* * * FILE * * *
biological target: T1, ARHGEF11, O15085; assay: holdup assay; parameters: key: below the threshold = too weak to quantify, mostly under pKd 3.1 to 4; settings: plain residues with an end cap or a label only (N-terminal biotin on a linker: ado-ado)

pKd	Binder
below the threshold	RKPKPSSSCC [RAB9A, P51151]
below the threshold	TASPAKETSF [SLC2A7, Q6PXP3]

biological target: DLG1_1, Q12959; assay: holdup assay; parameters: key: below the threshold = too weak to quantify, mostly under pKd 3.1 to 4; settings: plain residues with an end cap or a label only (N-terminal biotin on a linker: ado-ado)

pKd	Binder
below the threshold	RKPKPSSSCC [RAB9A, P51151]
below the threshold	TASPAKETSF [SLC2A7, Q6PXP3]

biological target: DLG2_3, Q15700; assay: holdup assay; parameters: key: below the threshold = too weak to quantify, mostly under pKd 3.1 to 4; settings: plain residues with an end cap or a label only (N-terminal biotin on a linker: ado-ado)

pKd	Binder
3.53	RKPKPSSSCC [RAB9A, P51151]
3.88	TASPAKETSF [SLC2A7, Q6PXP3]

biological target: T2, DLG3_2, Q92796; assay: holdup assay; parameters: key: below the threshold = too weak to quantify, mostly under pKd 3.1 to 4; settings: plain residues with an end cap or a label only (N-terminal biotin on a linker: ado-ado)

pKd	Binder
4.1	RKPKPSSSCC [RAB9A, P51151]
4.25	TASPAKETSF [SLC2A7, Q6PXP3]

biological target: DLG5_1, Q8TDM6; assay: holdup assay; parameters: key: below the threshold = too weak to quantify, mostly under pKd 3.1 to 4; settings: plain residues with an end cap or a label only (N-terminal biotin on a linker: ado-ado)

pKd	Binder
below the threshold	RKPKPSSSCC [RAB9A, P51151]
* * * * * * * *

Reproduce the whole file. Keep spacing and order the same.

biological target: T1, ARHGEF11, O15085; assay: holdup assay; parameters: key: below the threshold = too weak to quantify, mostly under pKd 3.1 to 4; settings: plain residues with an end cap or a label only (N-terminal biotin on a linker: ado-ado)

pKd	Binder
below the threshold	RKPKPSSSCC [RAB9A, P51151]
below the threshold	TASPAKETSF [SLC2A7, Q6PXP3]

biological target: DLG1_1, Q12959; assay: holdup assay; parameters: key: below the threshold = too weak to quantify, mostly under pKd 3.1 to 4; settings: plain residues with an end cap or a label only (N-terminal biotin on a linker: ado-ado)

pKd	Binder
below the threshold	RKPKPSSSCC [RAB9A, P51151]
below the threshold	TASPAKETSF [SLC2A7, Q6PXP3]

biological target: DLG2_3, Q15700; assay: holdup assay; parameters: key: below the threshold = too weak to quantify, mostly under pKd 3.1 to 4; settings: plain residues with an end cap or a label only (N-terminal biotin on a linker: ado-ado)

pKd	Binder
3.53	RKPKPSSSCC [RAB9A, P51151]
3.88	TASPAKETSF [SLC2A7, Q6PXP3]

biological target: T2, DLG3_2, Q92796; assay: holdup assay; parameters: key: below the threshold = too weak to quantify, mostly under pKd 3.1 to 4; settings: plain residues with an end cap or a label only (N-terminal biotin on a linker: ado-ado)

pKd	Binder
4.1	RKPKPSSSCC [RAB9A, P51151]
4.25	TASPAKETSF [SLC2A7, Q6PXP3]

biological target: DLG5_1, Q8TDM6; assay: holdup assay; parameters: key: below the threshold = too weak to quantify, mostly under pKd 3.1 to 4; settings: plain residues with an end cap or a label only (N-terminal biotin on a linker: ado-ado)

pKd	Binder
below the threshold	RKPKPSSSCC [RAB9A, P51151]